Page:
The dilemma of Zimbabwe’s financial crisis: Here are the practicalities

 

By Lawrence Musekiwa

 

Zimbabwe has always been a ready example of mad inflation figures, and huge and shocking exchange rate volatility, all caused by increase in money supply.

What is evident in these interweaved problems is that the ordinary citizens of the country are the ones who are hugely, and repeatedly hit by economic hardships.

Surely the citizens of our full of ‘potential country’ are hit by high costs of living, destruction of savings and pensions, high stress levels due to uncertainty, and many problems in even buying basic goods like food, fuel and electricity.

Sure someone has to objectively analyze the national statistics.

Yes trade surpluses are good economic indicators, but if those surpluses are because the government is forgoing importation of vital goods like medicines and water treatment chemicals needed in the economy for the betterment of the citizenry then the use of these indicators is misguided.

The consumer price index is currently showing that we are galloping at 599% according to newspapers.

I recall going to town from Mt Pleasant for 50 bond cents earlier in the year. Yes sure it was in the 1:1  fallacy era.

Surely someone has to stop complaining about the printing of high denominated bond notes ceteris paribus.

This is because the currency have enormously depreciated from 1:1 against the USD to about 1:16.5 at the time of writing.

This means with the de-dollarization in process the economy needs more cash to facilitate the daily transactional needs in such an economy with high levels of consumption.

So the RBZ still needs to inject more hard liquidity into the economy whilst keeping their mandate of a stable exchange rate and low inflation rate.

What I am worried is about the increase in money supply despite low cash in the economy.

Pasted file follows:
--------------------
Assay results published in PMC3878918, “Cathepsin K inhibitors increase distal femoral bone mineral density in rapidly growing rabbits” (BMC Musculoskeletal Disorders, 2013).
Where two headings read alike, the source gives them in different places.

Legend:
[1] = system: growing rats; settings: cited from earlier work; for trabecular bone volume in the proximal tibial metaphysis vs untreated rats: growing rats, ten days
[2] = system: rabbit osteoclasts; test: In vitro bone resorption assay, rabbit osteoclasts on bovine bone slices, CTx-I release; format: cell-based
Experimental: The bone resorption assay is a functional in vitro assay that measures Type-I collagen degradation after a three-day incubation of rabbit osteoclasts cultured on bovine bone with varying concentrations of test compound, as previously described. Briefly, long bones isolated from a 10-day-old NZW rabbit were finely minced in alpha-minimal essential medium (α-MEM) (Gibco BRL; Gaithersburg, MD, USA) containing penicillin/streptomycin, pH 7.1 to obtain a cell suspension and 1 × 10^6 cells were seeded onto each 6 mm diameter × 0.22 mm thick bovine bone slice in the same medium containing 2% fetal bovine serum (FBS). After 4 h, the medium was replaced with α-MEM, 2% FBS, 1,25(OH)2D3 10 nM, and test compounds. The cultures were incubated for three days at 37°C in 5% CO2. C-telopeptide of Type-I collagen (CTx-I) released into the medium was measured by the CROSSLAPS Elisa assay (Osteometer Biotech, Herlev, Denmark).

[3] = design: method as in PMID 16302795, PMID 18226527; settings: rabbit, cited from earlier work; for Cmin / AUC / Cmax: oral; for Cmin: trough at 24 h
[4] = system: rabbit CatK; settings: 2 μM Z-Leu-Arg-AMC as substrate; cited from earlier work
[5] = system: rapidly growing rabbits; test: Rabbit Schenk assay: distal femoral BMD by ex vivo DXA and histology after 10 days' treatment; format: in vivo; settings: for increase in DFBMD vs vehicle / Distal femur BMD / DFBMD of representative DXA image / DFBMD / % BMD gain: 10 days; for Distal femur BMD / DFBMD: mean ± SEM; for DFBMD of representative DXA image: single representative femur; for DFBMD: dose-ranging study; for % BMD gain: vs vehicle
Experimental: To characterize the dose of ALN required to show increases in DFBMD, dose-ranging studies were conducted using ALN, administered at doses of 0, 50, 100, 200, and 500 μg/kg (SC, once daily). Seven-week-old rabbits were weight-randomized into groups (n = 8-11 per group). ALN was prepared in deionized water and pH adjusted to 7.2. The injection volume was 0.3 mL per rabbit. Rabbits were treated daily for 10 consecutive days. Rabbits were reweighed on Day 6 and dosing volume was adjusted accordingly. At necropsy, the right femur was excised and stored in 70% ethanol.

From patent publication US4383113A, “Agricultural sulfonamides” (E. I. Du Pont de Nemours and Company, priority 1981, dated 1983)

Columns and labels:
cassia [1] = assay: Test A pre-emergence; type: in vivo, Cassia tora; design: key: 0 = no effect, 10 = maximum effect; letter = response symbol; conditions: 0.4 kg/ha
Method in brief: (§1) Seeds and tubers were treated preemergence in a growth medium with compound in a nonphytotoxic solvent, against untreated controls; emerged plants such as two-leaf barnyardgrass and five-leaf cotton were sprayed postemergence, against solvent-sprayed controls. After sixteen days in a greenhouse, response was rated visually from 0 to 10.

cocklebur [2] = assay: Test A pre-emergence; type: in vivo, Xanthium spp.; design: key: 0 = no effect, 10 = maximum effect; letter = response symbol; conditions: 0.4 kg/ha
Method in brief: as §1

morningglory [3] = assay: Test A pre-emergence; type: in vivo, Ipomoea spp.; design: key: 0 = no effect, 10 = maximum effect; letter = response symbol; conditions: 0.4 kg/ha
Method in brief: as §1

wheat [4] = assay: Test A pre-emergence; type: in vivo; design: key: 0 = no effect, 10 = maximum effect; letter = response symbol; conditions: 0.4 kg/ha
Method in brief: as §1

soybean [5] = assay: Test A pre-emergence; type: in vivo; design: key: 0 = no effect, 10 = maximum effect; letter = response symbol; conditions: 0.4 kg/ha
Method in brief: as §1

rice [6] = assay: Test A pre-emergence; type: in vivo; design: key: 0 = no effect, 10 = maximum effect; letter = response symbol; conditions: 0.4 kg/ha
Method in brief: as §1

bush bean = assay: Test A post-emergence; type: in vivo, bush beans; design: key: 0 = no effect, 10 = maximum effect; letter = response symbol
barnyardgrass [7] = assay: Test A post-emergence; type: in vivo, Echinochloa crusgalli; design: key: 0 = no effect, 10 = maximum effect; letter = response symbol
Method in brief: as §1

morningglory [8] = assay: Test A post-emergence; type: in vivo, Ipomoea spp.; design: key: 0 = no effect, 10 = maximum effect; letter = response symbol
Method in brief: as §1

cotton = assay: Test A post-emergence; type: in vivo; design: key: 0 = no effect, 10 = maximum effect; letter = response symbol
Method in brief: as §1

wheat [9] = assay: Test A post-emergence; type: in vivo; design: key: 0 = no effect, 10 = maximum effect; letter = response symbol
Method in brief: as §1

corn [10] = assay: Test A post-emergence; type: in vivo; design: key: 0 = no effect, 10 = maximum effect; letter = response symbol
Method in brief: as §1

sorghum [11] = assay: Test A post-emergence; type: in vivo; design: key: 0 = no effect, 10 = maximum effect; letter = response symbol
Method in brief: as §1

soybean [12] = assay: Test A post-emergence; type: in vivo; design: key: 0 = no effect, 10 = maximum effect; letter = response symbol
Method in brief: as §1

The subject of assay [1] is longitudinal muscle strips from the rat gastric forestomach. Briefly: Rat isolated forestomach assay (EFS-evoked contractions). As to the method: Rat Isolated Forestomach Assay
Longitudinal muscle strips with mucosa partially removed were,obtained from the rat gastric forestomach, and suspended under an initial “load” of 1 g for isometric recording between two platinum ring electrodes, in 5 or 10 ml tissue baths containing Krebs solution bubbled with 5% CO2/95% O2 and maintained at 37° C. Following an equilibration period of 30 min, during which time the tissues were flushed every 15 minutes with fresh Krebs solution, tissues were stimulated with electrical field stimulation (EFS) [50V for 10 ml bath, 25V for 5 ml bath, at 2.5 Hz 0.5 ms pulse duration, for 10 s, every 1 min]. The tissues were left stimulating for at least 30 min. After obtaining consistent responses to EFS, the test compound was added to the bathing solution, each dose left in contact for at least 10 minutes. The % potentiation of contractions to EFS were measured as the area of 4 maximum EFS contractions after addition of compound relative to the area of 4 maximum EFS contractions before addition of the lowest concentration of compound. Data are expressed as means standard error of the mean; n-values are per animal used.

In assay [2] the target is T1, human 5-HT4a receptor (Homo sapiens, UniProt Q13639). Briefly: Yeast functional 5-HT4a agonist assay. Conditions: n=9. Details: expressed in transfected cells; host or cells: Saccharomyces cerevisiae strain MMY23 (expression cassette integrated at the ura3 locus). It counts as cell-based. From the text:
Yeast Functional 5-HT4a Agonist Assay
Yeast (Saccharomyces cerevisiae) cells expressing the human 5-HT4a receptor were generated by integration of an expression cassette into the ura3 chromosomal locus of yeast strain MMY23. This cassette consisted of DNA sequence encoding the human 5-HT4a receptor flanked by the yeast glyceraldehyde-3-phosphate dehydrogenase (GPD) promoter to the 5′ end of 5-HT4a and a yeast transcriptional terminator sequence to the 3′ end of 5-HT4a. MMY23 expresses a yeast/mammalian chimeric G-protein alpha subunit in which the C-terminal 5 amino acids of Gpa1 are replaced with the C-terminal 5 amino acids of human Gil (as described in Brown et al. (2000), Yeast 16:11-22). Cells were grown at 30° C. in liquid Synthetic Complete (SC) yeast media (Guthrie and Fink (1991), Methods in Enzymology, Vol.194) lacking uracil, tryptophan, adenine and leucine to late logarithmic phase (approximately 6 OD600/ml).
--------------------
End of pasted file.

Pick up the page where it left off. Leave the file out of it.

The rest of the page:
The RBZ said that they will replacing the RTGS balances with the physical bond notes that’s why they introduced more notes into the economy.

Was this actually done? But to everyone’s surprise the cash problem is still a day-to-day talk in the streets. There is a direct relationship between the increase of money supply and the depreciation of the local currency.

How to tame inflation

It is clear that what is making the ZWL depreciate is the increase in money supply.

Recently the government has been in a spree of issuing treasury bills. This obviously will increase the money supply in the future when they are repaid.

What’s more important is that the authorities should work on stabilizing the exchange rate by taking contracting the money supply.

By this the problem of inflation might be solved since there will be certainty since huge premiums are only passed from supplier to the customer.

All this can be overcome by a number of ways and one of them is increasing the production in the local economy.

Once production is revamped in the economy then the country can start to export for foreign currency.

Local companies should gain a competitive advantage of having a low value currency hence export more.

In the long run the local currency will find its way to stability since no currency can have value whilst there’s no production.

The central bank also should also be more transparent and even more be independent (members of the MPC).

This is because once there is no independence among the members of the monetary policy committee the problems of conflict of interests will sprout and this leads to disaster.

Written by Lawrence Musekiwa He is a student at University of Zimbabwe pursuing a degree in accounting. Email: lawrencemsekiwa110@gmail.com

 

 

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